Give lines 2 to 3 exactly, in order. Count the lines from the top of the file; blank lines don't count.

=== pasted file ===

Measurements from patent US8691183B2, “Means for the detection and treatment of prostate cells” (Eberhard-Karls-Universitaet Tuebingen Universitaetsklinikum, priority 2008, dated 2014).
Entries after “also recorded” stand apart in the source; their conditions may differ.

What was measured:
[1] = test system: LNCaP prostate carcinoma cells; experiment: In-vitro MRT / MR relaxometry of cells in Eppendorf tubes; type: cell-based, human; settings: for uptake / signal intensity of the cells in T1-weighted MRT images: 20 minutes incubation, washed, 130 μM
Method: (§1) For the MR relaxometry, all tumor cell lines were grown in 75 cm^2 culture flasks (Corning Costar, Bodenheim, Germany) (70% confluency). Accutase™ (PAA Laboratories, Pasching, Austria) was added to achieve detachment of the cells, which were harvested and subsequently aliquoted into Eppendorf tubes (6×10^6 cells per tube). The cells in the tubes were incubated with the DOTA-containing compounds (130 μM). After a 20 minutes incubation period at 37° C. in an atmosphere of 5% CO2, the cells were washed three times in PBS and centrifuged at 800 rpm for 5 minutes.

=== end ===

Entries after “also recorded” stand apart in the source; their conditions may differ.

What was measured: